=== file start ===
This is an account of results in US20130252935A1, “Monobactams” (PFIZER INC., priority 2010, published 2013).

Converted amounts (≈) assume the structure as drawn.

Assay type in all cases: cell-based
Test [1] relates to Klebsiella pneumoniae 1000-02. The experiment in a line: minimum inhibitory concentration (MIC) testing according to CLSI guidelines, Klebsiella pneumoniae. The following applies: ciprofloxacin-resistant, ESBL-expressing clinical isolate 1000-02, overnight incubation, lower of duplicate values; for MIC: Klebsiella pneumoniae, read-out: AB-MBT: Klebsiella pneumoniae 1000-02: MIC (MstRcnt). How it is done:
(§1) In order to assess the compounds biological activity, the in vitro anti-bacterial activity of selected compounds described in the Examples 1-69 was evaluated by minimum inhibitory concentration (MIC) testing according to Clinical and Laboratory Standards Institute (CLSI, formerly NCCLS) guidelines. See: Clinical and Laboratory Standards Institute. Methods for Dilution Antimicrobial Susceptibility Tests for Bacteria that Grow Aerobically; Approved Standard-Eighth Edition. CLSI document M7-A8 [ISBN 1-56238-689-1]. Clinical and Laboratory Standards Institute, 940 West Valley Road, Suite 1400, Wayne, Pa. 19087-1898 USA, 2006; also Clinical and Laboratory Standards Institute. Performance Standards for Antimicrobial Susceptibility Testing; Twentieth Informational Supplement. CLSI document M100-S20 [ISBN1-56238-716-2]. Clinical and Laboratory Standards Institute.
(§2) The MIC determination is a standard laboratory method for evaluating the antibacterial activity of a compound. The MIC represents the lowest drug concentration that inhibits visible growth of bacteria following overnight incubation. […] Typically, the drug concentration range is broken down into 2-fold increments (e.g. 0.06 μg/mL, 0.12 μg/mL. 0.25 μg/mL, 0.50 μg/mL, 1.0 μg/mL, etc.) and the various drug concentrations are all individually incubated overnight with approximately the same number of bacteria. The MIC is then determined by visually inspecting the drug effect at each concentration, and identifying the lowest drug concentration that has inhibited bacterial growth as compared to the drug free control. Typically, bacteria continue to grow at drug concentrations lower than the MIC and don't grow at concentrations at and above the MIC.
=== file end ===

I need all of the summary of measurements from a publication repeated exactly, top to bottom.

This is an account of results in US20130252935A1, “Monobactams” (PFIZER INC., priority 2010, published 2013).

Converted amounts (≈) assume the structure as drawn.

Assay type in all cases: cell-based
Test [1] relates to Klebsiella pneumoniae 1000-02. The experiment in a line: minimum inhibitory concentration (MIC) testing according to CLSI guidelines, Klebsiella pneumoniae. The following applies: ciprofloxacin-resistant, ESBL-expressing clinical isolate 1000-02, overnight incubation, lower of duplicate values; for MIC: Klebsiella pneumoniae, read-out: AB-MBT: Klebsiella pneumoniae 1000-02: MIC (MstRcnt). How it is done:
(§1) In order to assess the compounds biological activity, the in vitro anti-bacterial activity of selected compounds described in the Examples 1-69 was evaluated by minimum inhibitory concentration (MIC) testing according to Clinical and Laboratory Standards Institute (CLSI, formerly NCCLS) guidelines. See: Clinical and Laboratory Standards Institute. Methods for Dilution Antimicrobial Susceptibility Tests for Bacteria that Grow Aerobically; Approved Standard-Eighth Edition. CLSI document M7-A8 [ISBN 1-56238-689-1]. Clinical and Laboratory Standards Institute, 940 West Valley Road, Suite 1400, Wayne, Pa. 19087-1898 USA, 2006; also Clinical and Laboratory Standards Institute. Performance Standards for Antimicrobial Susceptibility Testing; Twentieth Informational Supplement. CLSI document M100-S20 [ISBN1-56238-716-2]. Clinical and Laboratory Standards Institute.
(§2) The MIC determination is a standard laboratory method for evaluating the antibacterial activity of a compound. The MIC represents the lowest drug concentration that inhibits visible growth of bacteria following overnight incubation. […] Typically, the drug concentration range is broken down into 2-fold increments (e.g. 0.06 μg/mL, 0.12 μg/mL. 0.25 μg/mL, 0.50 μg/mL, 1.0 μg/mL, etc.) and the various drug concentrations are all individually incubated overnight with approximately the same number of bacteria. The MIC is then determined by visually inspecting the drug effect at each concentration, and identifying the lowest drug concentration that has inhibited bacterial growth as compared to the drug free control. Typically, bacteria continue to grow at drug concentrations lower than the MIC and don't grow at concentrations at and above the MIC.